A retired professor works to improve an impoverished East Baton Rouge community.
I was reared on a farm in a poor, rural area, but my parents taught me and my seven siblings that family, hard work, education and belief in God were the stepping stones out of poverty. It worked for us, and I believe it will work in Gardere.
The Gardere Initiative was established by local church leaders in 2006 after Hurricane Katrina. Many people who were displaced from New Orleans found residence in Gardere, a majority African-American community in East Baton Rouge. There was also an influx of Latinos that precipitated territorial turf crimes.
After I retired from Southern University in 2011, I was contemplating what I would do with the remainder of my life. I’d been a professor for 40 years and chair of the psychology department for 15. I realized that my teaching skills and leadership skills, and what I had learned about community-building could be used to make real changes in Gardere, a community, I had done outreach ministry in for 20 years. So I asked the Initiative’s leadership if I could become executive director.
We’re working to transform Gardere from a crime-ridden, impoverished community into a healthy place for almost 10,000 people. We operate a free library, conduct classes and tutoring, and offer job assistance. More than 100 elementary and middle school students have enrolled in our eight-week summer programs. Recruitment for these activities is done through knocking on doors and face-to-face meetings that build trust.
- Enrolled more than 100 elementary and middle school students in an eight-week summer program; provided tutoring, job assistance and other services to hundreds more residents.
- Organized construction of the community’s first playground and sidewalks on its main thoroughfare.
- Decreased neighborhood violence (theft, burglary and shots fired), since the Initiative began.
After I became executive director, I found an apartment with an ideal location for a community center: Its back faced a park, but it had been empty more than a year and badly needed renovation. The owner didn’t have money for repairs, and neither did we, so I offered 40 hours of volunteer work for one month’s rent.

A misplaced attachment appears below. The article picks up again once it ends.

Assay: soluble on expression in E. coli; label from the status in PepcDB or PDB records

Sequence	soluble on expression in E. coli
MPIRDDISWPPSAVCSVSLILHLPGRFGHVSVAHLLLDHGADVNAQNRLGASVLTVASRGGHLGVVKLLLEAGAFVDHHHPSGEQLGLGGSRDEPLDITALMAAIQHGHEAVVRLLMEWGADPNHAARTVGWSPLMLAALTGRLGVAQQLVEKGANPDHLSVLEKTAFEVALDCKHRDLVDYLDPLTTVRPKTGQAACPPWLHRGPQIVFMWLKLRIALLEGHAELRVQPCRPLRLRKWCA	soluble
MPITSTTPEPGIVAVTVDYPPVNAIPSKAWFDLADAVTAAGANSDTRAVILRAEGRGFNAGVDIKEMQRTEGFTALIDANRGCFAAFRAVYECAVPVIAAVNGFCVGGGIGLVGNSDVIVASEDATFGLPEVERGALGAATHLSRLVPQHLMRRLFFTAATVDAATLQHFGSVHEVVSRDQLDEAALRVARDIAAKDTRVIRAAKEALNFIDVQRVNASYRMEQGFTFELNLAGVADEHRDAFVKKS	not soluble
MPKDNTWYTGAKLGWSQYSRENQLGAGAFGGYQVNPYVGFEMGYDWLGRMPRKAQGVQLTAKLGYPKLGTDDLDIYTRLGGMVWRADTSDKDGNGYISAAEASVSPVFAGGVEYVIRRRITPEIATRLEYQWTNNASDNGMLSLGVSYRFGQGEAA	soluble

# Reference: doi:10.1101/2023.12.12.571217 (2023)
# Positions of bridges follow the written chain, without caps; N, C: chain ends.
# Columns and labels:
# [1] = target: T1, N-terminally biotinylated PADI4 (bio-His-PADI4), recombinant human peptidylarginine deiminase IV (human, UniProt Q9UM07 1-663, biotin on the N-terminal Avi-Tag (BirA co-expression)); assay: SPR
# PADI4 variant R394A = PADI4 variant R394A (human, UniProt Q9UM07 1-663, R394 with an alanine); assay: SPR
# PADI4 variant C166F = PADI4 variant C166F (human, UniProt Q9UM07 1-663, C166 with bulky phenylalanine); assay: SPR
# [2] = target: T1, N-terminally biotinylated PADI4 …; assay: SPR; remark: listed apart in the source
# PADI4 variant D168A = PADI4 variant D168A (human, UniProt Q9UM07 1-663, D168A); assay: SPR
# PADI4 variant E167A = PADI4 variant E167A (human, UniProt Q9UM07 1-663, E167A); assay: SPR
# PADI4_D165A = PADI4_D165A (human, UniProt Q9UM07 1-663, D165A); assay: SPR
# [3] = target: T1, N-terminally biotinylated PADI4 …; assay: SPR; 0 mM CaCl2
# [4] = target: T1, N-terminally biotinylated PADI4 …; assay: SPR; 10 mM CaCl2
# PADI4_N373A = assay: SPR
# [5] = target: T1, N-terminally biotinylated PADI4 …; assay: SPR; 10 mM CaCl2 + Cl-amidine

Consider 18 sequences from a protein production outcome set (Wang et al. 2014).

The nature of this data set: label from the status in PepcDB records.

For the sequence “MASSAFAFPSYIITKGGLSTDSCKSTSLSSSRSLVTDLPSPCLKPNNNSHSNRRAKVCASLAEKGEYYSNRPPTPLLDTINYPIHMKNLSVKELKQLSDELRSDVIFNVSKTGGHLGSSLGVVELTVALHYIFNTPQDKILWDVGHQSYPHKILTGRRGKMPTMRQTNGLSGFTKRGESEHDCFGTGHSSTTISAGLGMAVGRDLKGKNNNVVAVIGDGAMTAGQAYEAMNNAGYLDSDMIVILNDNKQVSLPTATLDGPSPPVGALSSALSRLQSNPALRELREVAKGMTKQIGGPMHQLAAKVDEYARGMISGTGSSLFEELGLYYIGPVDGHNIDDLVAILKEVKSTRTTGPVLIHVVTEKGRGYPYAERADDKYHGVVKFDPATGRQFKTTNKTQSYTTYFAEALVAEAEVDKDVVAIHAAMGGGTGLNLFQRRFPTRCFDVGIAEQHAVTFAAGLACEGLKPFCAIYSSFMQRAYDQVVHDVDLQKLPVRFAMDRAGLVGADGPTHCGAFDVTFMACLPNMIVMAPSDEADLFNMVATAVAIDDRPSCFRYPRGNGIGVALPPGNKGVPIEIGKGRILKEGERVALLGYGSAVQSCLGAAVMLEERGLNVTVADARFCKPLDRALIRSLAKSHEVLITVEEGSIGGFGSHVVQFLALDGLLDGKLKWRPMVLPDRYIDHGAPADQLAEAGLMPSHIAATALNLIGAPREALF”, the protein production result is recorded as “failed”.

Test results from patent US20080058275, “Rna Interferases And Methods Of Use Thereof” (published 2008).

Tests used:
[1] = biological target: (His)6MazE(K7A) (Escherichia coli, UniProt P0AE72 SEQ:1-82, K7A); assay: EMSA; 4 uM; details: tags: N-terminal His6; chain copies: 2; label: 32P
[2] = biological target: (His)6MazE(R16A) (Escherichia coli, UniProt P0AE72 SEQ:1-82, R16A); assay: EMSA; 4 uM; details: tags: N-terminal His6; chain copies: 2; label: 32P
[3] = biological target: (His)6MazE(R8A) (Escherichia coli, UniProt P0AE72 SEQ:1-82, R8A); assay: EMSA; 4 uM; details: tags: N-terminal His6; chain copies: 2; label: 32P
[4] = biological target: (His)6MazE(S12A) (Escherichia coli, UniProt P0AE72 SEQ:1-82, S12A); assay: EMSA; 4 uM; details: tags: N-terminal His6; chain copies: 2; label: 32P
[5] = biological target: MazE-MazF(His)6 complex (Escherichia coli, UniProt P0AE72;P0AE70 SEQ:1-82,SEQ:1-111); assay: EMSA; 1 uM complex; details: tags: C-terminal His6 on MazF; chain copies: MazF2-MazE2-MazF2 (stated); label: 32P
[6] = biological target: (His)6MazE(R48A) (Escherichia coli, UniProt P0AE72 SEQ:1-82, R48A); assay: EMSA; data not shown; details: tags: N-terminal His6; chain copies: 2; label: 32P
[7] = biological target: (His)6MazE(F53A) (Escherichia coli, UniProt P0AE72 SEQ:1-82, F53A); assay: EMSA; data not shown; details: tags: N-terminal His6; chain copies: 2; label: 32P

When we moved in, there was no playground in the park – nothing. We submitted a proposal to KaBOOM!, the nonprofit that supports play as vital to child well-being, which gave us $15,000 to build a playground that community members helped design. We also convinced the mayor to add sidewalks to Gardere Lane, a major thoroughfare that runs through the community and has deep ditches on both sides. Without us, there would be no park, there would be no sidewalks. The community just needed somebody to speak up for them. They didn’t even realize they have rights.
Today, the Initiative is a hub of community life. The younger children actually think that we live in the community center! Theft, burglary and shots fired have decreased in the neighborhood. Gardere is becoming a place where children feel safe.
Usually when I talk about Gardere, I say “crime-ridden, impoverished community.” I want to say “developing community,” so that it doesn’t have a stigma attached to it. From my experience mentoring a five-year-old girl – she’s now a college graduate and serving in the military – I know that, if we collaborate, we can change the lives of many children – and our own lives, as well.